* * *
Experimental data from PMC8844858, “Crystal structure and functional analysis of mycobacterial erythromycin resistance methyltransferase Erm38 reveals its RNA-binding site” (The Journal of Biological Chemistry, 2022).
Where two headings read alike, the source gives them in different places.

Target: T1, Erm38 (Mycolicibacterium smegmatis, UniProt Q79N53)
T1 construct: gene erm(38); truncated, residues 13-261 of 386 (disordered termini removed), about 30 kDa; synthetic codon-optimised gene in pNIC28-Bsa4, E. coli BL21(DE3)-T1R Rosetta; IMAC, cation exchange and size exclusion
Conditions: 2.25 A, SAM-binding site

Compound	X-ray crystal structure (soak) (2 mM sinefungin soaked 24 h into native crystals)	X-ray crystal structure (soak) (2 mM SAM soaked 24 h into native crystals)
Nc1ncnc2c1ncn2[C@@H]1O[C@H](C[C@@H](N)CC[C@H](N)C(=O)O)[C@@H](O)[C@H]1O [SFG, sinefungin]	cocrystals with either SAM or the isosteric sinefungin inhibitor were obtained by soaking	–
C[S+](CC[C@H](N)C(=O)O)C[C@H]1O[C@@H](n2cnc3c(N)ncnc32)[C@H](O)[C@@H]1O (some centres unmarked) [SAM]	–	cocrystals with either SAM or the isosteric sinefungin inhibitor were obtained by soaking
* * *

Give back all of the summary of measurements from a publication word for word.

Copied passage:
Experimental data from PMC8844858, “Crystal structure and functional analysis of mycobacterial erythromycin resistance methyltransferase Erm38 reveals its RNA-binding site” (The Journal of Biological Chemistry, 2022).
Where two headings read alike, the source gives them in different places.

Target: T1, Erm38 (Mycolicibacterium smegmatis, UniProt Q79N53)
T1 construct: gene erm(38); truncated, residues 13-261 of 386 (disordered termini removed), about 30 kDa; synthetic codon-optimised gene in pNIC28-Bsa4, E. coli BL21(DE3)-T1R Rosetta; IMAC, cation exchange and size exclusion
Conditions: 2.25 A, SAM-binding site

Compound	X-ray crystal structure (soak) (2 mM sinefungin soaked 24 h into native crystals)	X-ray crystal structure (soak) (2 mM SAM soaked 24 h into native crystals)
Nc1ncnc2c1ncn2[C@@H]1O[C@H](C[C@@H](N)CC[C@H](N)C(=O)O)[C@@H](O)[C@H]1O [SFG, sinefungin]	cocrystals with either SAM or the isosteric sinefungin inhibitor were obtained by soaking	–
C[S+](CC[C@H](N)C(=O)O)C[C@H]1O[C@@H](n2cnc3c(N)ncnc32)[C@H](O)[C@@H]1O (some centres unmarked) [SAM]	–	cocrystals with either SAM or the isosteric sinefungin inhibitor were obtained by soaking